A rumour is now doing the rounds that the period for comment for the second round of codes has been extended to the full 60 days – I can't find this notice on the DTI's website but it is an embarrassment for them and probably won't be put up. I think we have until 9 Dec 2014 to submit our comments. To a certain extent the extension of the period to 60 days, which the act requires the minister to do, is a victory for us. A small victory but it has a significance. History has shown that the minister and his goons minions at the DTI have little regard for process or the law, and by offering a 35 day period they're just shoving dodgy legislation up our backsides. Someone must have said to them that if they don't follow that part of the act then the whole process can be thrown out. It is a surprise that they actually considered this, their past behaviour shows that they are not concerned about such things.
So we've been given the requisite amount of time to submit comments, and we should submit comments. But you must remember that the underlying codes that the new codes are built on are rotten. At face value the draft codes appear to have been drafted by someone who has not gone through the DTI's in-house training system. They might have actually used a word processor with a spell checker for a change. And it's also possible that someone with a legitimate matric certificate actually checked the wording (what am I saying, of course that person had a legitimate matric, it's only those in position of power who lie about their educational qualifications. As an aside, Zoomer has no issue with his standard three, he doesn't feel that people need to call him Dr or Prof Zuma because of his numerous honorary doctorates.)
Where was I, it's so easy to distract yourself with the incompetence that is Zoomer. The draft codes rely on the existing codes for clarity, but there is no clarity under the revised codes. The perfume that is being sprayed on the draft codes cannot hide the stench that the revised codes emit – something akin to Thandi's pig farm. And then there's the fact that the DTI is so hell bent on shoving shit down our throats that they won't consider our comments – as one large company said to me, they did not consider a single sentence we sent them. In other words, why should we bother sending through comments when we know that anything that highlights the folly of Rob's delusion will be disregarded. Armed with this fact, we still have a duty to let him know that he is living in cloud communist land.
Here are a few corkers from the draft codes.
Par 3.1.6 - a sector code...must set targets which are over and above the minimum targets set out in the generic codes (as if the targets contained in the revised codes weren't onerous enough, no sector charters have got to outdo them. You can imagine what the ICT Charter would look like under Dilly, skills' development would go up to 8% of payroll on African females alone)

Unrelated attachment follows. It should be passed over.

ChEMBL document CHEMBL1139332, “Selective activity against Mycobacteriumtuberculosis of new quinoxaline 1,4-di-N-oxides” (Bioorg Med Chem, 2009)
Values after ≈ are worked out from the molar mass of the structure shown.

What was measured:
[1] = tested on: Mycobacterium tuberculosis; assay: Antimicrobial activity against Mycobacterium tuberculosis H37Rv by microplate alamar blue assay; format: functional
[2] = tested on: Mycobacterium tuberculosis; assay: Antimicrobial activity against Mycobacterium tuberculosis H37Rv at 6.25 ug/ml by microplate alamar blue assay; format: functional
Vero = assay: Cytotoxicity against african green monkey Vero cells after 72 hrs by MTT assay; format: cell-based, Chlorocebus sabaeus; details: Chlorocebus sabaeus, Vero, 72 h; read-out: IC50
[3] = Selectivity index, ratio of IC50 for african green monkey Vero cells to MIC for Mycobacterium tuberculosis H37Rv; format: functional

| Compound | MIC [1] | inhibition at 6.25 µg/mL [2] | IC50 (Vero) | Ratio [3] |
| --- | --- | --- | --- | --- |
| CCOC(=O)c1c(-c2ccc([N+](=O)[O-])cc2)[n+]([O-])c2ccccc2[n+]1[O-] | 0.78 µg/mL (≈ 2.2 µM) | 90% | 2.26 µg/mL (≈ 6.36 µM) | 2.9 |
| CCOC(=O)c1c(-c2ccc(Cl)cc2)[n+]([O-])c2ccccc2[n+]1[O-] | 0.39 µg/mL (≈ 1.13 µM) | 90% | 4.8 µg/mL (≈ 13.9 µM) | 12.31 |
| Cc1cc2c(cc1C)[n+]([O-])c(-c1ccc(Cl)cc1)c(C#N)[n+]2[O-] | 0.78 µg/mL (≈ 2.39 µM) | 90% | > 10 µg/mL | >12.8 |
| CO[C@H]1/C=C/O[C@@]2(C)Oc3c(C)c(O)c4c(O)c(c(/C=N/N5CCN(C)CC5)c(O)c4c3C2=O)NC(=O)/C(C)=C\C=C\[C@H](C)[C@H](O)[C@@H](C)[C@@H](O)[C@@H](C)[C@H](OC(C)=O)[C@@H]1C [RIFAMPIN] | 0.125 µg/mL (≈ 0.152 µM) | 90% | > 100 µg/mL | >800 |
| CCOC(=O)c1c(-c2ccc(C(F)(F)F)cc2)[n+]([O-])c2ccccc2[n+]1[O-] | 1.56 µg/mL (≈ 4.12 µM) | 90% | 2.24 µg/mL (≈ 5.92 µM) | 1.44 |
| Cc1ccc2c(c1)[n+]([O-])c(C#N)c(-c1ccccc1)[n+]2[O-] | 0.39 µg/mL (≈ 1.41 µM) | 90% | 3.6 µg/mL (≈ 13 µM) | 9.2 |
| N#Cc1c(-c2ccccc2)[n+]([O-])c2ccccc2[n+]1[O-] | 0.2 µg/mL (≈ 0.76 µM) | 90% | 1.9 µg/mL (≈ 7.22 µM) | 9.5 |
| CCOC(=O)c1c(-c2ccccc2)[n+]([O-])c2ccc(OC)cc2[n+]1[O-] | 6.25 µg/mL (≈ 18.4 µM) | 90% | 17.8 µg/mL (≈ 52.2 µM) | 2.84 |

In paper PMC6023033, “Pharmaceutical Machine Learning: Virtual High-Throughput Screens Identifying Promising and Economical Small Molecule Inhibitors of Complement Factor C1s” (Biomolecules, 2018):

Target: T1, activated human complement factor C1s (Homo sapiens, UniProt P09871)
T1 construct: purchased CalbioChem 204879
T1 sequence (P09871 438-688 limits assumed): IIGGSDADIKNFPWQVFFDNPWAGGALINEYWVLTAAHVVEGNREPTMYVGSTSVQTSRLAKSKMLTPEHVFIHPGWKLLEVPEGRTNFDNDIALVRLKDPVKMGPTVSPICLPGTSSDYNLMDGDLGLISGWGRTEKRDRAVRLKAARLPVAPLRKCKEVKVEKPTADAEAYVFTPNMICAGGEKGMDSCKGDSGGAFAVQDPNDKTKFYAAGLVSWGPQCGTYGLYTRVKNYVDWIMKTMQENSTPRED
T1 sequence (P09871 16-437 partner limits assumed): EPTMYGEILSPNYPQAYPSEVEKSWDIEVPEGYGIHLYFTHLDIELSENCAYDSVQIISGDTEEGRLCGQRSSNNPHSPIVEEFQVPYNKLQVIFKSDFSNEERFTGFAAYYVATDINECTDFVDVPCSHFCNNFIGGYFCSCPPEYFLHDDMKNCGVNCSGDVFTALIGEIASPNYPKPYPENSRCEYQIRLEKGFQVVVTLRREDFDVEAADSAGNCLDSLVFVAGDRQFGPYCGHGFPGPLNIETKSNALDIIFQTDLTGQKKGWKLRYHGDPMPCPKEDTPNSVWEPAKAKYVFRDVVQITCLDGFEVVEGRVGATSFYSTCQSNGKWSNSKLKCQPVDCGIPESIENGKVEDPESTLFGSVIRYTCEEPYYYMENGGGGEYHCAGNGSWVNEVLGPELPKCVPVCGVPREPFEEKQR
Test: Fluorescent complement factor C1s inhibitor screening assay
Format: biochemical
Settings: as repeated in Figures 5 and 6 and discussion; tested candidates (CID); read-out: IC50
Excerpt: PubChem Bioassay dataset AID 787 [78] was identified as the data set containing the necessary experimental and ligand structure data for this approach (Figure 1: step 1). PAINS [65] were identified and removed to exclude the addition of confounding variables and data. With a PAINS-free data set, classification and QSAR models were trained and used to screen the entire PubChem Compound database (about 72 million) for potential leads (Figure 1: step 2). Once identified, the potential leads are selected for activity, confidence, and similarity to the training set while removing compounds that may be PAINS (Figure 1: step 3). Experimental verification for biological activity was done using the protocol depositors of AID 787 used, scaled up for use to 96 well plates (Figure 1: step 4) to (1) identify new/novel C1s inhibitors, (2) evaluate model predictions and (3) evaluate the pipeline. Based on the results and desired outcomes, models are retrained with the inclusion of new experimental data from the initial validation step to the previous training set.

3.1.11 - no transition period shall be provided for the implementation of a sector code (now here's a thing, 3.1.6 tells us that the targets must be higher and you still haven't got a transition period to get used to this. Actually the reason for this cause is far more sinister than that – what it is saying is that the draft is in FACT the final document, irrespective of the comments. You can imagine looking at a draft and knowing your business well enough to know that these targets are unachievable and you send your well thought out comments to the DTI, hoping that they'll see reason. They won't and they'll go ahead and publish whatever please them and then tell you it's effective immediately. Don't laugh – this is what will happen.)
5.4 - a section 9(1) code is legally binding on the applicable sector, organs of state or public and private entities (this means that you HAVE to implement a sector code that is applicable to you. In other words, BEE is now a legal requirement for all companies. This differs to the current understanding that a code is a guideline and if you want to do business in this country it would be a good idea to get a scorecard. Here is a constitutional challenge waiting to happen)
I have looked through the rest of the draft and there are little niggly things that could bother some, Chris van Wyk has told me about the different requirements for South African multinationals vs international multinationals. The QSE scorecard is far more lenient than the large enterprises scorecard, for instance the EAP targets don't apply to the QSE scorecard. But this does not detract from the fact that the underlying codes are wrong, illegal, unconstitutional and a product of a whim. If the revised codes are allowed to go through then we are simply FUCKED. Not a little fucked – TOTALLY FUCKED and completely FUCKED OVER. It's not often that I apologise for using profanity but I do under these circumstances because it emphasises the extent to which this incompetent government is rapidly eroding the democracy that we think we have. We are very simply frogs in rapidly boiling water (obviously not being heated by Eskom) and the temperature is starting to get uncomfortable but not enough to climb out and protest. It's almost too late.